Repeatedly, we provide delectable food, incredible art, and exceptional existence. It amazes me that there is someone from our culture still breaking boundaries post-slavery. The First Black this and the First Black Woman to do that… it gets me every time.

Photo by Wherbson Rodrigues on Pexels.com

It should make us stand taller and put guns down more.
It should make us stand up for equity in public education more than standing in line for sneakers.
It should generate wealth for our children more than indebted sorrow.
It should make us remember that we come from kingdoms.
It should make us look at each other as kinfolk.
It should make us look at each other — period.

I love us; I just don’t understand us sometimes. To celebrate our magnificence seems easy, yet on the day-to-day we forget to uplift our neighborhoods. I’m not talking about a “I hate White people” mindset here. I’m referring to the unfortunate misdirection of some of our energy. If we took half of the potency we pack into the arts and food and circulated it into other channels of empowerment, it wouldn’t matter who is President (refer to the Greenwood district in Tulsa, Oklahoma circa 1920 or Wilkinson County near Toomsboro, Georgia in 2020) — we would still be fine.

Photo by August de Richelieu on Pexels.com

So, can we fix that? I love us too much to let it go. Even if it’s tutoring a student in your friend circle or attending a webinar together or supporting one another’s businesses (and stop wanting everything for free)… every stretch in our community’s arm will strengthen us. Yes, there are disadvantages and they are emphatically in place to mute our voices or press down our equity. I am aware of gerrymandering affecting our voting, schooling, and housing opportunities and so much more. Unfortunately, the best way to overturn these moldy practices are to change the system from the inside out. That’s where local government and Congressional elections come in. I know it’s disheartening, but whew, chile… if there’s one thing we know how to do, it’s how to rise from the ashes.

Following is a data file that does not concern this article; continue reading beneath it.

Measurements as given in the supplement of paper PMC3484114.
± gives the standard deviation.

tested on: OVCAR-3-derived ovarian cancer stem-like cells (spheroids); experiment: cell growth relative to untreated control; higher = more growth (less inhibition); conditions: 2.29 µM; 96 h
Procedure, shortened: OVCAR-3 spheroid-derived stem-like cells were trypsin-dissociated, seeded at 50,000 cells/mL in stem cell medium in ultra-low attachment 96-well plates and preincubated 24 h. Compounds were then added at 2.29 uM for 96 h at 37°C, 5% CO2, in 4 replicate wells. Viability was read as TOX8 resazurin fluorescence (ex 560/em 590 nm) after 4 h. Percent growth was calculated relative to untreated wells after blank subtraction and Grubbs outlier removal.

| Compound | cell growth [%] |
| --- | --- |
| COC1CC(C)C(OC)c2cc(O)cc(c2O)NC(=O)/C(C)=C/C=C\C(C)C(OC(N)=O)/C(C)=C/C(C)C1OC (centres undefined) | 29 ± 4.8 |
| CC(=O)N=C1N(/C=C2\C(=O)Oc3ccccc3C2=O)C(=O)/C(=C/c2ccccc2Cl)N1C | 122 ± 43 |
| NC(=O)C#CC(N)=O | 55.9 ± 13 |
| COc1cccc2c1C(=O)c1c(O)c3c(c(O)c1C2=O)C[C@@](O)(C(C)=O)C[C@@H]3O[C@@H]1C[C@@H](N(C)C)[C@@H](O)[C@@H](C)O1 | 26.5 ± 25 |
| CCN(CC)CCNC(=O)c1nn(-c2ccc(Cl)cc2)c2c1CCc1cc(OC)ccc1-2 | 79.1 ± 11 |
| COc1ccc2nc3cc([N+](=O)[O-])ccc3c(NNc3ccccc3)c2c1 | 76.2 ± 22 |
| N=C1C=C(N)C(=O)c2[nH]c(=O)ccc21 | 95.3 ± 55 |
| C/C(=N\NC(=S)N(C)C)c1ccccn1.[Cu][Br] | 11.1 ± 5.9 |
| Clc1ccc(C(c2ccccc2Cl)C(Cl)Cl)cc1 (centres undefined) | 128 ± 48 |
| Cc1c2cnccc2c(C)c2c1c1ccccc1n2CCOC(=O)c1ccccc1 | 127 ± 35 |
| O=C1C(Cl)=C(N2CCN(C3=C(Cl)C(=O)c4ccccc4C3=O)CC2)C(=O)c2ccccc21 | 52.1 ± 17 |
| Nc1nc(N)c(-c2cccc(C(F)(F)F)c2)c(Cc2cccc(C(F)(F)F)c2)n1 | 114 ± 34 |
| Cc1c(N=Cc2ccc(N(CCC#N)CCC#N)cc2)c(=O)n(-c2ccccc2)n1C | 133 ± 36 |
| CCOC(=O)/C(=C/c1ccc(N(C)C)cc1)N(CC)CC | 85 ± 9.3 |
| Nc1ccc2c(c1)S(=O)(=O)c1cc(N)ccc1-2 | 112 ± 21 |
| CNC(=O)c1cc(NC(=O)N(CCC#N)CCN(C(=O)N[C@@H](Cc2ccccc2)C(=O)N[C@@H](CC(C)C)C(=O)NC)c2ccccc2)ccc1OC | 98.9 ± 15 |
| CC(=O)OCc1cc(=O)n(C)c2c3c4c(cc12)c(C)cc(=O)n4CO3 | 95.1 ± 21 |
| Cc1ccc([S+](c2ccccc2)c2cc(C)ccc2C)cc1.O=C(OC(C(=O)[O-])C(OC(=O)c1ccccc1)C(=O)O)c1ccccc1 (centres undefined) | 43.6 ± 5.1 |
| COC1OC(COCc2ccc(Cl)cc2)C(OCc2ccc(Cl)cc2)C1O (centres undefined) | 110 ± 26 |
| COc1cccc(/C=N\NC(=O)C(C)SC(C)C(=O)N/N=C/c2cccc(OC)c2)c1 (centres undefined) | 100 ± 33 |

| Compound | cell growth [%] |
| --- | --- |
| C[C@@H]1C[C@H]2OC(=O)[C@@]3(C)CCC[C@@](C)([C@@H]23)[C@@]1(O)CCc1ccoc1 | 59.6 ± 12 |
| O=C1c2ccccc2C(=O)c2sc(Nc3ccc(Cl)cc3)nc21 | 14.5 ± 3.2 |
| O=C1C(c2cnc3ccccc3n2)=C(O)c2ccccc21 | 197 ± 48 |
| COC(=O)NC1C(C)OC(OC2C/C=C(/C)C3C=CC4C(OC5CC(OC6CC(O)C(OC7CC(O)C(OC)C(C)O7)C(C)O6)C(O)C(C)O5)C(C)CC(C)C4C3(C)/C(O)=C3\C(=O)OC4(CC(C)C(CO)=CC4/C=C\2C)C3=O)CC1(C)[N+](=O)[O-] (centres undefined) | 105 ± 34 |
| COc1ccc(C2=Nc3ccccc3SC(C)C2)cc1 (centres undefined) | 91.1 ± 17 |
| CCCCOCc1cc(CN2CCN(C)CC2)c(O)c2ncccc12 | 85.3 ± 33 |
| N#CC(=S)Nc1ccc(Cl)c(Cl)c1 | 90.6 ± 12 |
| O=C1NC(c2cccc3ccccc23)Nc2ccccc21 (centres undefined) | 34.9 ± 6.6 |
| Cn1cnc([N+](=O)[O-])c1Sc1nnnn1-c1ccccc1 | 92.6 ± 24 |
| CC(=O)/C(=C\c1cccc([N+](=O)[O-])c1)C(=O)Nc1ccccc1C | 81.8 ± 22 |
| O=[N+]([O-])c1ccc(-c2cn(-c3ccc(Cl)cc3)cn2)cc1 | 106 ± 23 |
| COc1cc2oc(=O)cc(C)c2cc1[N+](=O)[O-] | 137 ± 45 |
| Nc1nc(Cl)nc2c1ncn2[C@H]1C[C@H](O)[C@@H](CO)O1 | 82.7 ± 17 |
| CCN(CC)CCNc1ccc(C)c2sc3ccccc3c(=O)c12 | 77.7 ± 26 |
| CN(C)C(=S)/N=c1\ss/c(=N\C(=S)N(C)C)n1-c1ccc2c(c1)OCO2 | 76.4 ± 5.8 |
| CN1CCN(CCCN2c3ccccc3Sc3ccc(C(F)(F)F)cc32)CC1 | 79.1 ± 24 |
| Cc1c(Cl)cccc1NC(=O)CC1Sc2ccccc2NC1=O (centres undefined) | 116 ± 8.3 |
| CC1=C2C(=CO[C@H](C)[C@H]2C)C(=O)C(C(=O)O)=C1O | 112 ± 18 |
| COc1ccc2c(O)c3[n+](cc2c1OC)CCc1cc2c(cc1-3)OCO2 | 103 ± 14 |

Photo by Nathan Martins on Pexels.com

I love us.

I love our brilliance in the midst of darkness. I love our cookouts and our confidence. I love that our fingerprints are on every genre of music and our footsteps are etched into every continent. It’s OK that others want to sanitize our watermarks. They will never go away because they live in everyone on this planet. So, drop that off your shoulders. Just keep doing what is in OUR control — monitoring our time, talent, and resources. Stay truthful. Stay well. In some cases, just stay. Stop criticizing. Start doing. Start living. Start protecting. Start being. Start loving. In most cases, just start. That’s what everyone before us did… that’s how we got here. That a Black Woman with Native American roots can live in a South that used to hunt and breed her like an animal and she is now using the World Wide Web in the same South to reach thousands is a miracle that had first steps.

Everything is just a matter of time and effort, my Loves. Everything. Let’s keep going so we can be the elders our children speak highly of.

I love you,

CJW